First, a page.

View Full Version : Remington or Mossberg?

January 3, 2001, 06:39 PM
I'm in the market for a new all-purpose gun (Turkeys, rabbits, etc...) and want to know what's a better gun for the money. All my family members have Rem. 870's, which I know are great, but how does Mossberg stack up? Also, are the camo versions of the 870 (turkey guns) pricier than the camo 500's?

Dave McC
January 4, 2001, 08:01 AM
While the Mossy is a decent shotgun, nothing beats the 870s record of durability,longevity,and usage under bad conditions.

Since your family has 870s, why not keep commonality of weapon? Same controls, same "Chops", and interchangeability of parts, not that you'll need many spares.

January 4, 2001, 09:28 AM
I would recomend one over the other, but someone would then accuse me of never having owned either.

Well, it depends on what you want. The 870 will likely last forever, the Mossy is lighter and easy to swing around in close situations.

January 4, 2001, 07:53 PM
I was thinking about the Mossberg 500, but had my daddy buy me the Remington instead. It's better made. Steel receiver is much more durable and the fore-end rattled a lot less. Mossberg 500 does have a good design (I like it a bit more than the Remington design), but the workmanship and materials are simply not as good. I have a FOID card in this state, which allows me to own a long gun (despite being 16 years old) and handle them at stores, so I got to see a whole bunch of stuff before I decided.

The finish on the Mossberg 500 beats the Rem 870 Express finish though. You get a good blue instead of Remington's crackly black finish that they use on the Express series.

If you wanted to use a gun for home defense or as a fighting shotgun, some people would say that Mossberg is better because of the better safety, ease of reloading (Remington's elevator/carrier slaps me in the thumb hard), light weight, etc.

I didn't get my gun with any fighting of any sort in mind (sometimes I think I'm almost pacifist). I wanted a good hunting gun that would be reliable, and so I got the 870.

During the time I was considering the Mossberg 500 (the Dick's Sporting Goods exclusive model with the wood stock, barrel, long vent rib barrel with extra chokes for all sorts of hunting), I asked a friend what he thought of the Mossberg and he said it was a "cheaply made piece of crap." With all the choke tubes and nice finish and wood, all for $200, it seemed like a hell of a deal for a all-around hunting gun, but it is sort of cheaply made (and cheaply priced). Appeals to sort of different customers I guess, some want the best deal, while others want the better gun for a more money.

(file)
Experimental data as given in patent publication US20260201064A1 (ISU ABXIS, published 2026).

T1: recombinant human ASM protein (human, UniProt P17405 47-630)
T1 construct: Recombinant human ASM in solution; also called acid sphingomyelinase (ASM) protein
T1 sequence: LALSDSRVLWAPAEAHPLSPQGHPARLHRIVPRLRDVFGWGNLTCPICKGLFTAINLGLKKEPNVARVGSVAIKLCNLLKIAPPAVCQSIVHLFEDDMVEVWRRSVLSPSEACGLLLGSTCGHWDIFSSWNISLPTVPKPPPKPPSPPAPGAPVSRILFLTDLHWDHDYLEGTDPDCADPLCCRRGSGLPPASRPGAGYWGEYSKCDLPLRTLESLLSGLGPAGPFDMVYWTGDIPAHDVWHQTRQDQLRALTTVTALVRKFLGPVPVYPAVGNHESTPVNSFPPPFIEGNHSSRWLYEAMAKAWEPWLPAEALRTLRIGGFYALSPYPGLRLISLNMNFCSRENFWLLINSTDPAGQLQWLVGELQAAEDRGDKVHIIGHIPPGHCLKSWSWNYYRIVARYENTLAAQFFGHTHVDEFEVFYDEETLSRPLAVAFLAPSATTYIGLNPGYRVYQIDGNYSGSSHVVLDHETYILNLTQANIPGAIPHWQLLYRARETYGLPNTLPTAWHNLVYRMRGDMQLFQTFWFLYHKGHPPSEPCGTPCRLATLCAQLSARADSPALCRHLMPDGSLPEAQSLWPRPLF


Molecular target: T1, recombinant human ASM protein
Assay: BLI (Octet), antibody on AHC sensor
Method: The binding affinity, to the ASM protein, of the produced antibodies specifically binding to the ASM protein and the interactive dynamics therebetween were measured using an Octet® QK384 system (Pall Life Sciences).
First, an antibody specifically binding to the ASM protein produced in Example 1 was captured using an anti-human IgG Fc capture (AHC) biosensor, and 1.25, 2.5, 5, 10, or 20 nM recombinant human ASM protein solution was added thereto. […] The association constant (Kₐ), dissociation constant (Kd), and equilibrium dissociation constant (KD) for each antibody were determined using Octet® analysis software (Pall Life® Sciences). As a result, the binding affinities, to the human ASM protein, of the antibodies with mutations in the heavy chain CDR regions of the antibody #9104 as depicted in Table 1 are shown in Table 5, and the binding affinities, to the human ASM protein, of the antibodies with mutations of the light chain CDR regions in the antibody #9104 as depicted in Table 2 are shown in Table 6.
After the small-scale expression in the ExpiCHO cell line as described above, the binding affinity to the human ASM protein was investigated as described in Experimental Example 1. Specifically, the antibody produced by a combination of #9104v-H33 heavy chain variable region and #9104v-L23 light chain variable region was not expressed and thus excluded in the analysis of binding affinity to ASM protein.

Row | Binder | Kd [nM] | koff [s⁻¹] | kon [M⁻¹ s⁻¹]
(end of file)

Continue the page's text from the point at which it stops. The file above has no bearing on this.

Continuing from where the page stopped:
[Edited by Chang on 01-04-2001 at 08:27 PM]

January 4, 2001, 10:25 PM
Thanks guys. I shouldn't have even asked. : )

870 all the way.

January 5, 2001, 12:47 PM
Now I don't have to. Great post, Chang. Wish I was that insightful at 16! I guess I'm one that wants more gun for a little more money. I've seen the lower priced Mossy 500's at Wally World and they have definitely cought my eye. However, I'm willing to spend a little more to get the proven reliability and performance of the 870. Now the other question is do I settle for the economy (ugly) Express or go for the Wingmaster with all it's pretty blueing and engraving? Hmmmm...

Dave McC
January 5, 2001, 07:01 PM
Plan C is buying a USED 870, Redleg. There's lots of them out there, wearing out an 870 takes decades and dedication. Parts will be available if needed for a long time.

One nice thing about 870s, they've been around so long that there's a myriad of aftermarket goodies, including custom trigger groups with clean, light but safe pull weights, stocks from fancy Circassian to utility grade recycled motorcycle crates and plastic,extended mags, safeties, choke tubes,recoil reducers, bbl weights, special scope mounts, all the "Tactical" stuff, and on and on and on...

It's a simple matter to take an 870 apart and reassemble with new parts. I'm no mechanic, but I managed to build a kitchen table 870,and it's my bird gun now.